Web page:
Pearl Harbor, December 7 1941. Like the images of September 11th, the images from the surprise attack on the Pearl Harbor Naval Installation shocked and outraged a nation and left the date marking the tragedy etched in our nation's mind.
"I remember it just like it was yesterday of course,” says Don Martin, "These things you just don't forget real easy."
Pearl Harbor survivor Don Martin of Dalewood was a 2nd Class Petty Officer aboard the U.S.S. West Virginia on that faithful Sunday morning in Hawaii.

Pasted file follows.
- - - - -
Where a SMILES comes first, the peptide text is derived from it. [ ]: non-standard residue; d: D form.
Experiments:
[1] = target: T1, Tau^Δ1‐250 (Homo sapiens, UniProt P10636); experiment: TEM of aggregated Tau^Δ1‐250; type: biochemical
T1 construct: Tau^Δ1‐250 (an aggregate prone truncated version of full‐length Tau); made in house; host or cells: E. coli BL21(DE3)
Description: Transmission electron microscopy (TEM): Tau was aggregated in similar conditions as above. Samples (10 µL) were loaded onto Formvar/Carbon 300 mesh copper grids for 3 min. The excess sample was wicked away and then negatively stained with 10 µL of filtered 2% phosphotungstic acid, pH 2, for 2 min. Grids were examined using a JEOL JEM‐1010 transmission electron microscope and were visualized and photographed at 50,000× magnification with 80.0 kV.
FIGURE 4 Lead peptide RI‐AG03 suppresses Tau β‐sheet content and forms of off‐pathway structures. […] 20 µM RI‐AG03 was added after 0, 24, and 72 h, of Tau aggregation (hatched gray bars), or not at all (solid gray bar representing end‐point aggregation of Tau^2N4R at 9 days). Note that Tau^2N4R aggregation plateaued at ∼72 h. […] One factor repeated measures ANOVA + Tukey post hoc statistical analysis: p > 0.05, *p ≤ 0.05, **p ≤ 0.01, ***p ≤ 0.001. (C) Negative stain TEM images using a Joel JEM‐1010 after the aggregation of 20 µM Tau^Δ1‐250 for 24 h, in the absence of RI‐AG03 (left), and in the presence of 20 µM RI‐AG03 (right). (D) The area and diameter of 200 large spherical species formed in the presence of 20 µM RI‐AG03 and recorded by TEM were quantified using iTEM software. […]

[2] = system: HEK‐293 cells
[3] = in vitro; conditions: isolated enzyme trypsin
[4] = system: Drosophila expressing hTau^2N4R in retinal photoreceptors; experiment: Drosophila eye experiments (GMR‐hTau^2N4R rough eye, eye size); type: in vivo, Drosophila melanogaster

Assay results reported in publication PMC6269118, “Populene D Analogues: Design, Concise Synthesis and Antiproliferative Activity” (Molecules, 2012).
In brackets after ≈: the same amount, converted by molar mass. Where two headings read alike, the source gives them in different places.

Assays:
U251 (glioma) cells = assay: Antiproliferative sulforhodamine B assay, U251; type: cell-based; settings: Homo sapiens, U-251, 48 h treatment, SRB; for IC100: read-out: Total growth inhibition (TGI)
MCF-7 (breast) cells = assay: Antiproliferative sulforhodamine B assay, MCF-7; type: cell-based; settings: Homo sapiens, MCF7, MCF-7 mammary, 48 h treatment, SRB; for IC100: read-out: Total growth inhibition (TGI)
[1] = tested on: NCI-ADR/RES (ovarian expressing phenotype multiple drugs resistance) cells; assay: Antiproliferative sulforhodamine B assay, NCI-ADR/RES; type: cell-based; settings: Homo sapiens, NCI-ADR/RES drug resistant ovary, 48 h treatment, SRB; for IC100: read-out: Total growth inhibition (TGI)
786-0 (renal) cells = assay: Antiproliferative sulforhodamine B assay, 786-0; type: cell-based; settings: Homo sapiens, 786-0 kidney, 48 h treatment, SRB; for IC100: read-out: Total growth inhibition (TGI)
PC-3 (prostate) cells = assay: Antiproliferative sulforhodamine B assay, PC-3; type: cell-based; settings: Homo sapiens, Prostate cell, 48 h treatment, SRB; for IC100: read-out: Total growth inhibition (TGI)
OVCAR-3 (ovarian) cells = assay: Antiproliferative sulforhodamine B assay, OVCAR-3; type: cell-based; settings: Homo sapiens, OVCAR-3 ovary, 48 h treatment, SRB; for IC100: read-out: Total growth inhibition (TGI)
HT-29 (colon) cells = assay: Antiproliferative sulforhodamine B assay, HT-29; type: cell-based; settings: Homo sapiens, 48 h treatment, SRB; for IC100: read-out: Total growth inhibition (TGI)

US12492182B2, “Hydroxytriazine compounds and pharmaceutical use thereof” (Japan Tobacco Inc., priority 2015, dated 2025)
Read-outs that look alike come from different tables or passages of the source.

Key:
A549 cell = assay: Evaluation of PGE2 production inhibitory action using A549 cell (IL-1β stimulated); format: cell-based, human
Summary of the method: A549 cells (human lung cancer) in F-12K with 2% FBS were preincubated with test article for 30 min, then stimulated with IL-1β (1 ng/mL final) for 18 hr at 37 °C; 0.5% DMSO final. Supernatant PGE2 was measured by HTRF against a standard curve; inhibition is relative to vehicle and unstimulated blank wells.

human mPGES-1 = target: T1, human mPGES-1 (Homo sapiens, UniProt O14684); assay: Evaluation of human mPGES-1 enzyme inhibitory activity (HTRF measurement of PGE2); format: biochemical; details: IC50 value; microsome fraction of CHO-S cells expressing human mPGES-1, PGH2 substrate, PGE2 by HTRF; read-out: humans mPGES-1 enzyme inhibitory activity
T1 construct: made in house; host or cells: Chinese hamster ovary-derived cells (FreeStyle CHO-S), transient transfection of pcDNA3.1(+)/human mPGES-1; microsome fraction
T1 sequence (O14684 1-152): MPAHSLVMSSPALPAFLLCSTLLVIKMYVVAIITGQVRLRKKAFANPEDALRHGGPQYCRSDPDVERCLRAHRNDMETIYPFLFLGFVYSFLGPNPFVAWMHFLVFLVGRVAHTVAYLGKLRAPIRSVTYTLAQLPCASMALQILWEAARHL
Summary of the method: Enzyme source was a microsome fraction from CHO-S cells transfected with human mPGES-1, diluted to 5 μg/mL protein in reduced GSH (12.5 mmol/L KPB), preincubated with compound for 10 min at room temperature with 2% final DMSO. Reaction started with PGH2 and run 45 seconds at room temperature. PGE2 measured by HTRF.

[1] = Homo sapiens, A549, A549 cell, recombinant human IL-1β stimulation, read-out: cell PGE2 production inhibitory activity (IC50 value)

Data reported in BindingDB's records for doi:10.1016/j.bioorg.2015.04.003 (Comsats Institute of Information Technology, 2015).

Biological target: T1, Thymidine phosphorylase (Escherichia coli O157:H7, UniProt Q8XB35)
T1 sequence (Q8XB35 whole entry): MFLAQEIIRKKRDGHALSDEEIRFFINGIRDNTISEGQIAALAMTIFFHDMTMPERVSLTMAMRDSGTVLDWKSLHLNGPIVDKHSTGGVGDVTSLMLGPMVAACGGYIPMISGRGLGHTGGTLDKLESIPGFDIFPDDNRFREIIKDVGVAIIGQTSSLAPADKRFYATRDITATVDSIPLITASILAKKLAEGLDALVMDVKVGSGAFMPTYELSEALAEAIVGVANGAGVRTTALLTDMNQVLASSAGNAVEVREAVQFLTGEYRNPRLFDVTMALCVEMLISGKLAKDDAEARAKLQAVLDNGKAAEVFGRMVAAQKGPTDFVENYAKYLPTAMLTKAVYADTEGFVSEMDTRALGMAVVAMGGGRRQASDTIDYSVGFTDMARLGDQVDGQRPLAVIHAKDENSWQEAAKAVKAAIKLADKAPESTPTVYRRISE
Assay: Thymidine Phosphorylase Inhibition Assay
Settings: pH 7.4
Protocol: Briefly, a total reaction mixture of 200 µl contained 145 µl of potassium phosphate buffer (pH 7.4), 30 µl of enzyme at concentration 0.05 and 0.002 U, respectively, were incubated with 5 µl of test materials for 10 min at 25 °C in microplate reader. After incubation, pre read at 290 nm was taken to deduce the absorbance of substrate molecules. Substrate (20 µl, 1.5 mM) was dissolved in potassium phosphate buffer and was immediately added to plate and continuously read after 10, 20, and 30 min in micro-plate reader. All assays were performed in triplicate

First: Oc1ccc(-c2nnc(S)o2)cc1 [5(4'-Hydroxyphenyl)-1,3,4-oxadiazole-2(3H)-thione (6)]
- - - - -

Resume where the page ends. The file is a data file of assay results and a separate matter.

"We just were not prepared for that surprise attack; we were caught in a relaxed atmosphere. Most of us were sound asleep, just relaxed on Sunday morning, it was a total surprise to everybody," Martin remembers.
Japan's attack killed more than 24 hundred soldiers and civilians. Twenty-one ships were sunk or damaged and 188 aircraft were destroyed.
The attack awoke a sleeping giant and propelled the United State into World War II. Martin says the country must always be on alert and ready and the lessons of Pearl Harbor should always be remembered.